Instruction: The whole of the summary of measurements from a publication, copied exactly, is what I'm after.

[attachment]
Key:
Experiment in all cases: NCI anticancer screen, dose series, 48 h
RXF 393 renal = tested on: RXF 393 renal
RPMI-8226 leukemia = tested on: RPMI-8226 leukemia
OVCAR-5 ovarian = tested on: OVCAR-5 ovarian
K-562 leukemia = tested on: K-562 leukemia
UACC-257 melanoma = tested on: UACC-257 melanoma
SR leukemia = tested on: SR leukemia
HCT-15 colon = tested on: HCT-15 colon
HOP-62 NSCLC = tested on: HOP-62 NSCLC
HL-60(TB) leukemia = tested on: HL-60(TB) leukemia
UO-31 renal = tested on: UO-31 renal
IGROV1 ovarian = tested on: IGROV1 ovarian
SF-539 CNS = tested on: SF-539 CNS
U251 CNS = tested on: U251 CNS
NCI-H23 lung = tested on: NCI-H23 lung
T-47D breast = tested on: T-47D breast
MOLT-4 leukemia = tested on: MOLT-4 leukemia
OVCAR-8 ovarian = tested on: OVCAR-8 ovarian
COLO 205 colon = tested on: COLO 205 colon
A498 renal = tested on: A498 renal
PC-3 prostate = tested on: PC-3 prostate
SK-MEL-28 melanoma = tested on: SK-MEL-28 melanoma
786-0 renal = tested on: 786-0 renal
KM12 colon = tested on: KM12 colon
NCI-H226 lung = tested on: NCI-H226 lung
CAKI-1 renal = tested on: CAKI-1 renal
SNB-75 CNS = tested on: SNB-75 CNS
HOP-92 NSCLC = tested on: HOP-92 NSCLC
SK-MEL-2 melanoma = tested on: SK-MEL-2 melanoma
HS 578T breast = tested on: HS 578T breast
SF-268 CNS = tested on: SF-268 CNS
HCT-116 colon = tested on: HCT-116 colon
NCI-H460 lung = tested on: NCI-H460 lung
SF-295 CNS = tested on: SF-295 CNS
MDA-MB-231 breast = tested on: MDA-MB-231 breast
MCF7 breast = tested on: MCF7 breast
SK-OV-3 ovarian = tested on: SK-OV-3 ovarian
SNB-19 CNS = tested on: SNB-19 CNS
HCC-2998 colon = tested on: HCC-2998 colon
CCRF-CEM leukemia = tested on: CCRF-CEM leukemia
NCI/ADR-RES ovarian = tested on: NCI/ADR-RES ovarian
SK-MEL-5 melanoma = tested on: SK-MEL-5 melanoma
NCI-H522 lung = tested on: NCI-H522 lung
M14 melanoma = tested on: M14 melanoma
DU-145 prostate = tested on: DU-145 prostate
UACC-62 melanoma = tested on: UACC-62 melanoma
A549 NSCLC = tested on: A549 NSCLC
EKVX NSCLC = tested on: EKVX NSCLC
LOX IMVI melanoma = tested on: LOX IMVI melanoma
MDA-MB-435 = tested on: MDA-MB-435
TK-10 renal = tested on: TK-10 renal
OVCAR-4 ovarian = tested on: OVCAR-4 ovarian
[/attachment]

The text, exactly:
Key:
Experiment in all cases: NCI anticancer screen, dose series, 48 h
RXF 393 renal = tested on: RXF 393 renal
RPMI-8226 leukemia = tested on: RPMI-8226 leukemia
OVCAR-5 ovarian = tested on: OVCAR-5 ovarian
K-562 leukemia = tested on: K-562 leukemia
UACC-257 melanoma = tested on: UACC-257 melanoma
SR leukemia = tested on: SR leukemia
HCT-15 colon = tested on: HCT-15 colon
HOP-62 NSCLC = tested on: HOP-62 NSCLC
HL-60(TB) leukemia = tested on: HL-60(TB) leukemia
UO-31 renal = tested on: UO-31 renal
IGROV1 ovarian = tested on: IGROV1 ovarian
SF-539 CNS = tested on: SF-539 CNS
U251 CNS = tested on: U251 CNS
NCI-H23 lung = tested on: NCI-H23 lung
T-47D breast = tested on: T-47D breast
MOLT-4 leukemia = tested on: MOLT-4 leukemia
OVCAR-8 ovarian = tested on: OVCAR-8 ovarian
COLO 205 colon = tested on: COLO 205 colon
A498 renal = tested on: A498 renal
PC-3 prostate = tested on: PC-3 prostate
SK-MEL-28 melanoma = tested on: SK-MEL-28 melanoma
786-0 renal = tested on: 786-0 renal
KM12 colon = tested on: KM12 colon
NCI-H226 lung = tested on: NCI-H226 lung
CAKI-1 renal = tested on: CAKI-1 renal
SNB-75 CNS = tested on: SNB-75 CNS
HOP-92 NSCLC = tested on: HOP-92 NSCLC
SK-MEL-2 melanoma = tested on: SK-MEL-2 melanoma
HS 578T breast = tested on: HS 578T breast
SF-268 CNS = tested on: SF-268 CNS
HCT-116 colon = tested on: HCT-116 colon
NCI-H460 lung = tested on: NCI-H460 lung
SF-295 CNS = tested on: SF-295 CNS
MDA-MB-231 breast = tested on: MDA-MB-231 breast
MCF7 breast = tested on: MCF7 breast
SK-OV-3 ovarian = tested on: SK-OV-3 ovarian
SNB-19 CNS = tested on: SNB-19 CNS
HCC-2998 colon = tested on: HCC-2998 colon
CCRF-CEM leukemia = tested on: CCRF-CEM leukemia
NCI/ADR-RES ovarian = tested on: NCI/ADR-RES ovarian
SK-MEL-5 melanoma = tested on: SK-MEL-5 melanoma
NCI-H522 lung = tested on: NCI-H522 lung
M14 melanoma = tested on: M14 melanoma
DU-145 prostate = tested on: DU-145 prostate
UACC-62 melanoma = tested on: UACC-62 melanoma
A549 NSCLC = tested on: A549 NSCLC
EKVX NSCLC = tested on: EKVX NSCLC
LOX IMVI melanoma = tested on: LOX IMVI melanoma
MDA-MB-435 = tested on: MDA-MB-435
TK-10 renal = tested on: TK-10 renal
OVCAR-4 ovarian = tested on: OVCAR-4 ovarian